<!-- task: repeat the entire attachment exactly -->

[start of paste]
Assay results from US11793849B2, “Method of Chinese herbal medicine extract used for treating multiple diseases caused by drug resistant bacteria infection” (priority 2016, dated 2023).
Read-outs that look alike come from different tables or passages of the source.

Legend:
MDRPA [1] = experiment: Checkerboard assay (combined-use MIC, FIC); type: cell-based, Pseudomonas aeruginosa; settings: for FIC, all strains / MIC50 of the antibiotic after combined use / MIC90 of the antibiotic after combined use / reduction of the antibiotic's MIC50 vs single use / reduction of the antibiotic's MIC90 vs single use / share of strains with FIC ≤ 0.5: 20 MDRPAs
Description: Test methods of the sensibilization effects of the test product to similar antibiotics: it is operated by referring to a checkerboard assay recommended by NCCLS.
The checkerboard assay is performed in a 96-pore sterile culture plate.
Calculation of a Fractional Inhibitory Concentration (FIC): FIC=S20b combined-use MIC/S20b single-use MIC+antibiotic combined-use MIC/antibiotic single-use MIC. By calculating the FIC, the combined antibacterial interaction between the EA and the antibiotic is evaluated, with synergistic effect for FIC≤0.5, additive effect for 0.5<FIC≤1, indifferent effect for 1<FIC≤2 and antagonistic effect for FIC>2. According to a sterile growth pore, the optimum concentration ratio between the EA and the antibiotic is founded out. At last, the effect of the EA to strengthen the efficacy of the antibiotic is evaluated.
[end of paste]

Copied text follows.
Assay results from US11793849B2, “Method of Chinese herbal medicine extract used for treating multiple diseases caused by drug resistant bacteria infection” (priority 2016, dated 2023).
Read-outs that look alike come from different tables or passages of the source.

Legend:
MDRPA [1] = experiment: Checkerboard assay (combined-use MIC, FIC); type: cell-based, Pseudomonas aeruginosa; settings: for FIC, all strains / MIC50 of the antibiotic after combined use / MIC90 of the antibiotic after combined use / reduction of the antibiotic's MIC50 vs single use / reduction of the antibiotic's MIC90 vs single use / share of strains with FIC ≤ 0.5: 20 MDRPAs
Description: Test methods of the sensibilization effects of the test product to similar antibiotics: it is operated by referring to a checkerboard assay recommended by NCCLS.
The checkerboard assay is performed in a 96-pore sterile culture plate.
Calculation of a Fractional Inhibitory Concentration (FIC): FIC=S20b combined-use MIC/S20b single-use MIC+antibiotic combined-use MIC/antibiotic single-use MIC. By calculating the FIC, the combined antibacterial interaction between the EA and the antibiotic is evaluated, with synergistic effect for FIC≤0.5, additive effect for 0.5<FIC≤1, indifferent effect for 1<FIC≤2 and antagonistic effect for FIC>2. According to a sterile growth pore, the optimum concentration ratio between the EA and the antibiotic is founded out. At last, the effect of the EA to strengthen the efficacy of the antibiotic is evaluated.